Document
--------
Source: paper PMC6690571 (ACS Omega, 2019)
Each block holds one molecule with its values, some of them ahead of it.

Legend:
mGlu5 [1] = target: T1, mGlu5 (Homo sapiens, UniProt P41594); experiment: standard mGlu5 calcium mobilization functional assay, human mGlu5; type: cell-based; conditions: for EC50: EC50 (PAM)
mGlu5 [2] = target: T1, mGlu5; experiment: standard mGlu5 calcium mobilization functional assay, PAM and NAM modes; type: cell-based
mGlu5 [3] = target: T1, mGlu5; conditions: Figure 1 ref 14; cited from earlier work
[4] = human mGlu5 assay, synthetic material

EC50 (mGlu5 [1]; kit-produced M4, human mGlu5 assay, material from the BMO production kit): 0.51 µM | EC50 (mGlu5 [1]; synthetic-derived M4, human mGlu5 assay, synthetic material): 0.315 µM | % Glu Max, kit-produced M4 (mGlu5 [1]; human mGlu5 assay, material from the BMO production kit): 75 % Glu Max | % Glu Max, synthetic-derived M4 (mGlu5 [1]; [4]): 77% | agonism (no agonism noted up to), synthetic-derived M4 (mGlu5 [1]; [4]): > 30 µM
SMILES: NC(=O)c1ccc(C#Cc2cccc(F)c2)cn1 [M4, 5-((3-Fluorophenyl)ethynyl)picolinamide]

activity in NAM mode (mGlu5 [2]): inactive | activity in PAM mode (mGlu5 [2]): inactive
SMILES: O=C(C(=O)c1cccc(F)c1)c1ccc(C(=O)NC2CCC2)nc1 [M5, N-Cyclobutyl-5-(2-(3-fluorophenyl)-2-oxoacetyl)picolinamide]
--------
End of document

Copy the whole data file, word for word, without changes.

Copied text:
Source: paper PMC6690571 (ACS Omega, 2019)
Each block holds one molecule with its values, some of them ahead of it.

Legend:
mGlu5 [1] = target: T1, mGlu5 (Homo sapiens, UniProt P41594); experiment: standard mGlu5 calcium mobilization functional assay, human mGlu5; type: cell-based; conditions: for EC50: EC50 (PAM)
mGlu5 [2] = target: T1, mGlu5; experiment: standard mGlu5 calcium mobilization functional assay, PAM and NAM modes; type: cell-based
mGlu5 [3] = target: T1, mGlu5; conditions: Figure 1 ref 14; cited from earlier work
[4] = human mGlu5 assay, synthetic material

EC50 (mGlu5 [1]; kit-produced M4, human mGlu5 assay, material from the BMO production kit): 0.51 µM | EC50 (mGlu5 [1]; synthetic-derived M4, human mGlu5 assay, synthetic material): 0.315 µM | % Glu Max, kit-produced M4 (mGlu5 [1]; human mGlu5 assay, material from the BMO production kit): 75 % Glu Max | % Glu Max, synthetic-derived M4 (mGlu5 [1]; [4]): 77% | agonism (no agonism noted up to), synthetic-derived M4 (mGlu5 [1]; [4]): > 30 µM
SMILES: NC(=O)c1ccc(C#Cc2cccc(F)c2)cn1 [M4, 5-((3-Fluorophenyl)ethynyl)picolinamide]

activity in NAM mode (mGlu5 [2]): inactive | activity in PAM mode (mGlu5 [2]): inactive
SMILES: O=C(C(=O)c1cccc(F)c1)c1ccc(C(=O)NC2CCC2)nc1 [M5, N-Cyclobutyl-5-(2-(3-fluorophenyl)-2-oxoacetyl)picolinamide]